The editor of Appalachia from 1879 to 1919 was Charles Ernest Fay, a professor of modern languages at Tufts, and also an unabashed snob. In a 1905 Appalachia essay, “The Mountain as an Influence in Modern Life,” Fay dismissed country people as incapable of enjoying the splendors of nature. “The mountain dweller,” he wrote, “may even look upon the towering masses that surround him as so much waste land, as occupying space that might otherwise come under tillage.” Fay advocated for a superior species: the mountaineer, who, though he sees the mountain only rarely, loves it “for the grand anthem its forests sing to him, for the rich and varied gallery of Nature paintings that in sunshine and in storm, in the day-time and in the night season, it reveals to his eyes.”
Fay’s bald elitism had, of course, a long legacy in Boston. For most of the preceding century, the city had been lorded over by the Brahmins—the Quincys, the Cabots, the Lowells, the Lodges—who sequestered themselves on Beacon Hill and shored up their wealth as they championed high-minded cultural institutions such as the Museum of Fine Arts and the Boston Symphony Orchestra. By 1913, though, the city had changed. With a population of 670,000, it was home to more than 200,000 recent immigrants, most of them Irish and Italian. In 1914 it would elect as its mayor James Michael Curley, a Catholic born in Roxbury’s Irish ghetto. Curley was so beloved that he was reelected as mayor three times, even though he was twice imprisoned for fraud. He was not a restrained individual. Once, in attacking an allegedly communist WASP political foe, he said, “There is more Americanism in one half of Jim Curley’s ass than in that pink body of Tom Eliot.”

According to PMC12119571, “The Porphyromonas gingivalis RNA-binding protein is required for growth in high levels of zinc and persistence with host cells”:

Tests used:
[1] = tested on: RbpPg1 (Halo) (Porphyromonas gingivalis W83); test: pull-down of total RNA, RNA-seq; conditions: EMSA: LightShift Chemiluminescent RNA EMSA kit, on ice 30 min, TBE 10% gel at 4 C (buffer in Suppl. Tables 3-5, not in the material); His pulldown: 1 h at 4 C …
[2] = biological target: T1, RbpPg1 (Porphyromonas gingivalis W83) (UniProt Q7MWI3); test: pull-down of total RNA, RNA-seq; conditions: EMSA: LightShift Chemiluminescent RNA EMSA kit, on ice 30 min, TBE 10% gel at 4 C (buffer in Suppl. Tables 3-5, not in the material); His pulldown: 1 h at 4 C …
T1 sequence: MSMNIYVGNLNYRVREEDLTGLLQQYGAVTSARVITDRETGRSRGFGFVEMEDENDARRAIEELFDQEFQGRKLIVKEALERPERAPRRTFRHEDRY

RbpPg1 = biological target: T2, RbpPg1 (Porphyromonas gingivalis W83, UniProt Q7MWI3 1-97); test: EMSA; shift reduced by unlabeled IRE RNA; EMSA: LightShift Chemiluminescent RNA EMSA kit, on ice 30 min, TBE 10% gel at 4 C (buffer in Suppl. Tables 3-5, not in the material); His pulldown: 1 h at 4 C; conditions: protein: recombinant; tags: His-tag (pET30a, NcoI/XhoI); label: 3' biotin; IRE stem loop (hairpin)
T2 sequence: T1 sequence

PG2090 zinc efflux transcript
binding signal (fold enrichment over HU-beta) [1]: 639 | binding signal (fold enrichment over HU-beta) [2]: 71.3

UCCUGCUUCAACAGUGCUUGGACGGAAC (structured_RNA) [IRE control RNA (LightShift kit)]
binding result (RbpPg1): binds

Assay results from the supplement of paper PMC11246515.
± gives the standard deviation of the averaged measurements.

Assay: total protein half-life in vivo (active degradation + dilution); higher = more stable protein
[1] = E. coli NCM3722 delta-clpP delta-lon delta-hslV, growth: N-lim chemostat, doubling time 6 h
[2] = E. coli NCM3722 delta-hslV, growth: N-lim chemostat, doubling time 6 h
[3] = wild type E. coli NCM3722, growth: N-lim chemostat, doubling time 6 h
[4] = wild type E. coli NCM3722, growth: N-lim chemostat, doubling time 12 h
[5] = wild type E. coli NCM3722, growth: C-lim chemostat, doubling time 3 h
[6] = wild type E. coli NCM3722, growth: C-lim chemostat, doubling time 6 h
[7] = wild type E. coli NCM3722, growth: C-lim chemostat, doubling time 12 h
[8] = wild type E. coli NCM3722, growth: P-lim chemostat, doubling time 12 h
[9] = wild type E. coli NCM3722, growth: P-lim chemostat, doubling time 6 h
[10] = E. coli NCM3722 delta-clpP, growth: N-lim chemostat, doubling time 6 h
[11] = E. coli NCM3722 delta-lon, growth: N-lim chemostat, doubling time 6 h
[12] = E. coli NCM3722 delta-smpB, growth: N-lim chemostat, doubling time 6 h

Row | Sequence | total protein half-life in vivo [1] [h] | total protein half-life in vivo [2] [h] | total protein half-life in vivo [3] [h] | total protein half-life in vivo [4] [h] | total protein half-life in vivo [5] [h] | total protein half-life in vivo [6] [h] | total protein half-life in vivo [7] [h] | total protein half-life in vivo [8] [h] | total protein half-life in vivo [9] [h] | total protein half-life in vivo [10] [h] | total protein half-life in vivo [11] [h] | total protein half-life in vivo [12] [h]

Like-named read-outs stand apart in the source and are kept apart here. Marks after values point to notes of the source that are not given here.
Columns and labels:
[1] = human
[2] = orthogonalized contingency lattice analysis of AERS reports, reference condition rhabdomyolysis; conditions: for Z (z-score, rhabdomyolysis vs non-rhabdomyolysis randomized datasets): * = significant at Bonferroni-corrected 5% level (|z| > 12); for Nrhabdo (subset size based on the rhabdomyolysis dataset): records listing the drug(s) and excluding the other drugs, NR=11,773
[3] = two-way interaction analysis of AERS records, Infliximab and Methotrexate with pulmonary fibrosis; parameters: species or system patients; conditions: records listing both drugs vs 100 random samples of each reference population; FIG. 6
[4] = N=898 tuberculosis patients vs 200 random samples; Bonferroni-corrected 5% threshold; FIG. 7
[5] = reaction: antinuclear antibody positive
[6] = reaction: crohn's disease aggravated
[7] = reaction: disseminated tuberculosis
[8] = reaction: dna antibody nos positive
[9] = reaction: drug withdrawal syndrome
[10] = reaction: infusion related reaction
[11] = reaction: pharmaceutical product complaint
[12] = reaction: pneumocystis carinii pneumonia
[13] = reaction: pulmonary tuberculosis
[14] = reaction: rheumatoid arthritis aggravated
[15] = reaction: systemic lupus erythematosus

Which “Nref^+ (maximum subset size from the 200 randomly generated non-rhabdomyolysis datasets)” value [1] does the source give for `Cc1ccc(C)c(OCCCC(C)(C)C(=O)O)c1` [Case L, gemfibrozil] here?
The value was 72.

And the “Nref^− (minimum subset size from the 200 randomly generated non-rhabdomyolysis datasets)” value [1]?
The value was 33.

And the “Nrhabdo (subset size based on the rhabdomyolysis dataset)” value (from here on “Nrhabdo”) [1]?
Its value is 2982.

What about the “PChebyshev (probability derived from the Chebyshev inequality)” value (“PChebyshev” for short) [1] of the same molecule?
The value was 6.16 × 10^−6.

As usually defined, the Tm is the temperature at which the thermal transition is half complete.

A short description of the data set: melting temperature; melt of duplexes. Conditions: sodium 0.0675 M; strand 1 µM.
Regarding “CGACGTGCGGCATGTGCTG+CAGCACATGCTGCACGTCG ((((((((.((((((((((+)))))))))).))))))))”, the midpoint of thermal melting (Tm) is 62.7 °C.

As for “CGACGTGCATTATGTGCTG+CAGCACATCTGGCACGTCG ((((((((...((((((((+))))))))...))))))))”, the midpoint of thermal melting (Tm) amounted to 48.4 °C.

As a newspaperman with artistic ambitions, Knowles was, socially speaking, a notch above the factory workers, bakers, and dockhands who made up Curley’s core constituency, but he was still solidly ensconced in Boston’s rising underclass. A grade-school dropout, Knowles grew up in Wilton, Maine, a tiny town about 40 miles northwest of Augusta. His father was a disabled Civil War veteran. His mother supported the family’s four children by selling moccasins, as well as firewood and berries gathered in the forest. They were poor, and the subject of local ridicule. “The schollars poked fun at my homespuns,” he wrote in an unpublished memoir, “tore the patches off my clothes, and stole my lunch…. And to make a good job of it, they broke up the bread and threw the crumbs to the birds.”
As Knowles tells it, his father bullied him, too, and when he was 13, after a paternal beating, he ran away, lying about his age so that he could work aboard cargo ships and travel the world. Knowles would eventually visit Cuba, South America, the Mediterranean, China, and Japan. By the time he was 17, he’d enlisted in the U.S. Navy and had returned to Wilton with a tattoo of a young woman twirling a snake. On another teenage return home—a surprise visit made after two years at sea—he arrived with a bottle of whiskey, a gift for his dad. His father did not say a word and did not touch the bottle. “He just gave me a look,” Knowles wrote, “that was all. That hurt more than all the lickings he’d ever given me.”
As dawn broke on his second day in the woods, Knowles fashioned a basket out of birch bark and began gathering berries. He speared two trout, but a mink stole them. He tried to light a fire, but the woods were still damp from the rain, so he simply built a shack out of dead sticks, fir boughs, and moss, and lay down, naked and hungry, in the forest duff.